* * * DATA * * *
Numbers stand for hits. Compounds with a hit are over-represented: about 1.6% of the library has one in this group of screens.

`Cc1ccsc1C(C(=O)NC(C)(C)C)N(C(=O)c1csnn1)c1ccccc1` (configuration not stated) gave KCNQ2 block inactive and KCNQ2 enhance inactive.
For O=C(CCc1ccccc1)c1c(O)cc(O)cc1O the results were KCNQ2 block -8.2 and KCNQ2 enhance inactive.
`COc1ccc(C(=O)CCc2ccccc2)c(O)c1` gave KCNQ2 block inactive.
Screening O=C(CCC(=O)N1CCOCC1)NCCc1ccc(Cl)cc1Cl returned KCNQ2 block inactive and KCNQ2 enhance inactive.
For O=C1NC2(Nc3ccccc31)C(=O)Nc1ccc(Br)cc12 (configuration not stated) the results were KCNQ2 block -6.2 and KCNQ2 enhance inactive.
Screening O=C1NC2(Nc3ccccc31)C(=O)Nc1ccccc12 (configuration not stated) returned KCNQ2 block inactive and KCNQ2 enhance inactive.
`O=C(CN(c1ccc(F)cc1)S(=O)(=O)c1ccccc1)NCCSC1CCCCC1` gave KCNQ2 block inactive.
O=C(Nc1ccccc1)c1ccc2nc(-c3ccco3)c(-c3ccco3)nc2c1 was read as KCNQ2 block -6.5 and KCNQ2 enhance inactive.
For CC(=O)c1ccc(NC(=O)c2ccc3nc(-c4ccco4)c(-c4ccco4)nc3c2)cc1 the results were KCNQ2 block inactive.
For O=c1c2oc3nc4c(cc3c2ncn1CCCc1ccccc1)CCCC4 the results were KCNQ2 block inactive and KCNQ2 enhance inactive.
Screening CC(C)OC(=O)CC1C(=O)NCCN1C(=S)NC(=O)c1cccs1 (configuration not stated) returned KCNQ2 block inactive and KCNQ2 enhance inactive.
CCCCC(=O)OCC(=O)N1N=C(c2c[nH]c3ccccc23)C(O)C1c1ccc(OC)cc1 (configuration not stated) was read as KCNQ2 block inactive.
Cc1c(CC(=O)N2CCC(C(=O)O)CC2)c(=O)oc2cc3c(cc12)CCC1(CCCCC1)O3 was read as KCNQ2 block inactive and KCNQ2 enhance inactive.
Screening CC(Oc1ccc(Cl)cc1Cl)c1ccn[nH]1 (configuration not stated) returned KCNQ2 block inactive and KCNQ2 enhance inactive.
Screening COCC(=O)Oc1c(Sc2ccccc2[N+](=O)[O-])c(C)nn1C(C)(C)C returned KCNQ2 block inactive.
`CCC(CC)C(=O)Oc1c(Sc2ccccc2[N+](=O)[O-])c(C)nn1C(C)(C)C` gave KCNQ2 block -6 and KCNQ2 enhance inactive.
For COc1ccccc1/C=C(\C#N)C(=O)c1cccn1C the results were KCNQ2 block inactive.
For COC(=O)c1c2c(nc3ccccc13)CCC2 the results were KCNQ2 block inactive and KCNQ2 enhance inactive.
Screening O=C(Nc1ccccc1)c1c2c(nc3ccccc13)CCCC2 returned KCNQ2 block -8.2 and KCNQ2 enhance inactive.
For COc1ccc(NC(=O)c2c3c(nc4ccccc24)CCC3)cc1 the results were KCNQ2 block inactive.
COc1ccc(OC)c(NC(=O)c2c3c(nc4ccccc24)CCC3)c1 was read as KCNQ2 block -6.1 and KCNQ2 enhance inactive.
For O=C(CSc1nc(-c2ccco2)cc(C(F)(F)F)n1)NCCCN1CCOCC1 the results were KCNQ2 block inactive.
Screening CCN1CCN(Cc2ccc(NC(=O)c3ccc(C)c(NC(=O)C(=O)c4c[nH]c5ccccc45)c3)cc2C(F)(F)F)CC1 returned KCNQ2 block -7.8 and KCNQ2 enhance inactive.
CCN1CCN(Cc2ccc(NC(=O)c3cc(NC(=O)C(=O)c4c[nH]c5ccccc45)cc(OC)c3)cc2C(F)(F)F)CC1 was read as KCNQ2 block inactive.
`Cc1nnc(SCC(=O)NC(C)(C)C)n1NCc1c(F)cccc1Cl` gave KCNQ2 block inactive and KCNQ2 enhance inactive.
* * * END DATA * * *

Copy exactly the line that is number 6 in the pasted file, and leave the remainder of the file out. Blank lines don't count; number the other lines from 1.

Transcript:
For O=C1NC2(Nc3ccccc31)C(=O)Nc1ccc(Br)cc12 (configuration not stated) the results were KCNQ2 block -6.2 and KCNQ2 enhance inactive.